As we end the 6th month of the Hebrew calendar, traditionally called Elul, here are some reflections on the meaning of this season from our student Rabbi Dennis Jones of Temple Beth Shalom in Hickory, NC.
This year on Saturday, August 15, at sundown begins the first day of the Hebrew month of Elul. Elul, which is the sixth month of the Festival Calendar and the twelfth month of the Civil Calendar—leading up to Rosh Hashanah, the “head of the year,” has, since Talmudic times, become a season of particular introspection, repentance, and restitution.
According to the Sages of Israel, it was on the Rosh Chodesh Elul, the first day of the month of Elul, that Moses ascended Mount Sinai following the people’s sin of the “golden calf” to make intercession before Adonai. You will recall that Moses stayed on the mountain for forty days. That would have covered the thirty days of the month of Elul and extended ten days into the month of Tishri, bringing Moses’ sojourn on the mountain to an end on the very day of Yom Kippur. It was on that particular visit to Mount Sinai that Moses received the second set of stone tablets containing the Law of God, since the first set had been destroyed at the incident of the golden calf. (Exodus 33-34)
It was also on this visit to Sinai that Moses had the opportunity glimpse just a tiny portion of God’s glory. This amazing self-revelation by the Creator has become known as the “Thirteen Attributes” of God and is chanted in Hebrew at many of our most moving prayer and worship services, particularly during the High Holidays: “Adonai, Adonai (God’s Name repeated twice), compassionate and gracious, slow to anger, and abounding in lovingkindness and truth; who keeps lovingkindness for thousands, who forgives iniquity, transgression, and sin.” (Ex. 34:6-7)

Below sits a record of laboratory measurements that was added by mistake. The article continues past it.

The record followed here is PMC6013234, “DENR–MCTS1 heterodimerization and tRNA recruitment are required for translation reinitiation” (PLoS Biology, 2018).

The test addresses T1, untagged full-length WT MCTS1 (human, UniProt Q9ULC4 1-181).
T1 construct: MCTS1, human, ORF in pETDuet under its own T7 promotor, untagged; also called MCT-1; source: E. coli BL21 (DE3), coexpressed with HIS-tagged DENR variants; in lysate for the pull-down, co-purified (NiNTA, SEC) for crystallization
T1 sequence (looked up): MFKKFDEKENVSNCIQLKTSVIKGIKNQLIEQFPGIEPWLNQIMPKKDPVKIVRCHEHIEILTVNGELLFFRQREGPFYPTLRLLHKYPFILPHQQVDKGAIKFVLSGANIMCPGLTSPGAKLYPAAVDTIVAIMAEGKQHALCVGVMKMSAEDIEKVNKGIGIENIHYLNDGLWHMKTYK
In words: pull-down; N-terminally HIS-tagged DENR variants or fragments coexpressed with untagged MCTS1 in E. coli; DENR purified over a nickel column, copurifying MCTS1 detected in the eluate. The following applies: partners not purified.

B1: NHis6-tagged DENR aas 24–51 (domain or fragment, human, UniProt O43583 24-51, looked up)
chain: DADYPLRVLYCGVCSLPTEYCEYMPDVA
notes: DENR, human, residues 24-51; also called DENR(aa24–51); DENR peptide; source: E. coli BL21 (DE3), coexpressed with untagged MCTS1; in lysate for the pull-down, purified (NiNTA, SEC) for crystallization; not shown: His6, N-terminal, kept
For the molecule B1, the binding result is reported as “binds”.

Many Jewish sources have pointed out that the name of Elul, spelled aleph-lamed-vav-lamed in Hebrew, could serve as an acronym for the verse, “Ani l’dodi v’dodi li—I am my beloved’s and my beloved is mine.” (Song of Songs 6:3) The Sages have long interpreted this verse as an allegory for the relationship between God, the beloved, and the people of Israel. Just as Moses drew close to the Almighty on Mount Sinai at this season of the year following the Israelites’ miraculous redemption from Egypt, so should we draw close to our “beloved” Creator in the period preceding our holiest of days, Rosh Hashanah and Yom Kippur. (See Tracey R. Rich, “The Month of Elul and Selichot,” http://www.jewfaq.org/elul.htm)
The Chassidic master, Rabbi Schneur Zalman of Liadi, used to liken the month of Elul to a time when “a great king is in the field” as opposed to a time when the king is confined to the palace. When in the field, the king is among the people, and easily accessible to anyone desiring a royal audience! (“Elul Observances in a Nutshell,” http://www.chabad.org/holidays/)
Drawing Near to God
Perhaps my favorite passage in the entire Torah is the verse following the Shema in Deuteronomy 6:4-5, “V’ahavta et Adonai Elohecha b’chal levavcha uv’chal naphshecha uv’chal me’odecha.” It translates, “And you shall love the LORD (Adonai’s Name) your God with all you heart, and with all your soul, and with all your might.” My congregation at Temple Beth Shalom probably gets tired of hearing me ask the rhetorical question , “Now, loving someone or something with all your heart, soul, and might…, what exactly would that look like?” Would you have a hard time getting that one out of your thoughts? Would that one’s name be the first thing that entered your mind upon arousing from sleep in the morning? Would your thoughts be on that one as you drifted off to sleep each night? Would you be overwhelmed with joy when in that one’s presence, and perhaps saddened to the point of sickness upon being separated from that one? I know that despite my best intentions and re-commitments each year, I fall far short of honoring and remaining conscious of the Source of All Life to the level directed by the Torah. And, I am sure that many of my co-religionists must feel the same. The month of Elul is a wonderful opportunity to re-examine our relationship with the Creator, and to map out strategies for greater devotion—more diligent study of Torah, more prayer and thanksgiving, perhaps greater support for our house of study and worship.